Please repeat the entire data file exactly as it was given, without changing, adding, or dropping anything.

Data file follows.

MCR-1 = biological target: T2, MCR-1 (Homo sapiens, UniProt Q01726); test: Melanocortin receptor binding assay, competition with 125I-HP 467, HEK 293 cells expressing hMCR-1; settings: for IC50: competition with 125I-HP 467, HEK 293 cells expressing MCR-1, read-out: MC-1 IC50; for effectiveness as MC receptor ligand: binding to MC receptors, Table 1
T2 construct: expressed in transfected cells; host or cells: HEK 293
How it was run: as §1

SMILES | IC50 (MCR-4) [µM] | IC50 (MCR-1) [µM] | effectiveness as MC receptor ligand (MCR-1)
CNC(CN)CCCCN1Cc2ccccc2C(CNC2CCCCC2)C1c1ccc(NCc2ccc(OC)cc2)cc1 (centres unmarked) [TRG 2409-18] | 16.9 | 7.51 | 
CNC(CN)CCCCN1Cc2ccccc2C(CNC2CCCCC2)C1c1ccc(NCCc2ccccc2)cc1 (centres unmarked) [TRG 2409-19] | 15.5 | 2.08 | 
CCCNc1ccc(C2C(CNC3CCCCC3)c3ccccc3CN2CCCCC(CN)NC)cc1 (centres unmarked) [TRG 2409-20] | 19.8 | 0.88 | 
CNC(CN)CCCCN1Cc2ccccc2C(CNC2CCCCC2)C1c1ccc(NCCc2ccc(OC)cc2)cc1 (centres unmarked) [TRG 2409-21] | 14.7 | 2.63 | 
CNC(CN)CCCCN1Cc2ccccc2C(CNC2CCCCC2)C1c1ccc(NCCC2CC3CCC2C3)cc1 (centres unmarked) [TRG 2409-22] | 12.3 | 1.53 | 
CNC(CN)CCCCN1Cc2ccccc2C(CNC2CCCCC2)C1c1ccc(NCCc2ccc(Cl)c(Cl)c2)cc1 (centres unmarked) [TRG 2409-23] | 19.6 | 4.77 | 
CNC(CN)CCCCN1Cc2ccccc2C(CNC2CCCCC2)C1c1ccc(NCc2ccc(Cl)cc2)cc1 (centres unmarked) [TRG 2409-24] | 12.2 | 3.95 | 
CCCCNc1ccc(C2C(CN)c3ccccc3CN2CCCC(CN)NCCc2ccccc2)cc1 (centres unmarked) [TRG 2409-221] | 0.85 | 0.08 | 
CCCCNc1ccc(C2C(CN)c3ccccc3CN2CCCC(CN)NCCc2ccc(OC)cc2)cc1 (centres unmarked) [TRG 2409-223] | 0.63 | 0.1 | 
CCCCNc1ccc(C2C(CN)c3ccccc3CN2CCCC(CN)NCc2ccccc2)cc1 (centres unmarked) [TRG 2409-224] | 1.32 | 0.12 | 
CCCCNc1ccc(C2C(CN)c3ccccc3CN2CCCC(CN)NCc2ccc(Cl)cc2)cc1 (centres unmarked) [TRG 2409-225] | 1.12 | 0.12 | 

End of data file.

MCR-1 = biological target: T2, MCR-1 (Homo sapiens, UniProt Q01726); test: Melanocortin receptor binding assay, competition with 125I-HP 467, HEK 293 cells expressing hMCR-1; settings: for IC50: competition with 125I-HP 467, HEK 293 cells expressing MCR-1, read-out: MC-1 IC50; for effectiveness as MC receptor ligand: binding to MC receptors, Table 1
T2 construct: expressed in transfected cells; host or cells: HEK 293
How it was run: as §1

SMILES | IC50 (MCR-4) [µM] | IC50 (MCR-1) [µM] | effectiveness as MC receptor ligand (MCR-1)
CNC(CN)CCCCN1Cc2ccccc2C(CNC2CCCCC2)C1c1ccc(NCc2ccc(OC)cc2)cc1 (centres unmarked) [TRG 2409-18] | 16.9 | 7.51 | 
CNC(CN)CCCCN1Cc2ccccc2C(CNC2CCCCC2)C1c1ccc(NCCc2ccccc2)cc1 (centres unmarked) [TRG 2409-19] | 15.5 | 2.08 | 
CCCNc1ccc(C2C(CNC3CCCCC3)c3ccccc3CN2CCCCC(CN)NC)cc1 (centres unmarked) [TRG 2409-20] | 19.8 | 0.88 | 
CNC(CN)CCCCN1Cc2ccccc2C(CNC2CCCCC2)C1c1ccc(NCCc2ccc(OC)cc2)cc1 (centres unmarked) [TRG 2409-21] | 14.7 | 2.63 | 
CNC(CN)CCCCN1Cc2ccccc2C(CNC2CCCCC2)C1c1ccc(NCCC2CC3CCC2C3)cc1 (centres unmarked) [TRG 2409-22] | 12.3 | 1.53 | 
CNC(CN)CCCCN1Cc2ccccc2C(CNC2CCCCC2)C1c1ccc(NCCc2ccc(Cl)c(Cl)c2)cc1 (centres unmarked) [TRG 2409-23] | 19.6 | 4.77 | 
CNC(CN)CCCCN1Cc2ccccc2C(CNC2CCCCC2)C1c1ccc(NCc2ccc(Cl)cc2)cc1 (centres unmarked) [TRG 2409-24] | 12.2 | 3.95 | 
CCCCNc1ccc(C2C(CN)c3ccccc3CN2CCCC(CN)NCCc2ccccc2)cc1 (centres unmarked) [TRG 2409-221] | 0.85 | 0.08 | 
CCCCNc1ccc(C2C(CN)c3ccccc3CN2CCCC(CN)NCCc2ccc(OC)cc2)cc1 (centres unmarked) [TRG 2409-223] | 0.63 | 0.1 | 
CCCCNc1ccc(C2C(CN)c3ccccc3CN2CCCC(CN)NCc2ccccc2)cc1 (centres unmarked) [TRG 2409-224] | 1.32 | 0.12 | 
CCCCNc1ccc(C2C(CN)c3ccccc3CN2CCCC(CN)NCc2ccc(Cl)cc2)cc1 (centres unmarked) [TRG 2409-225] | 1.12 | 0.12 | 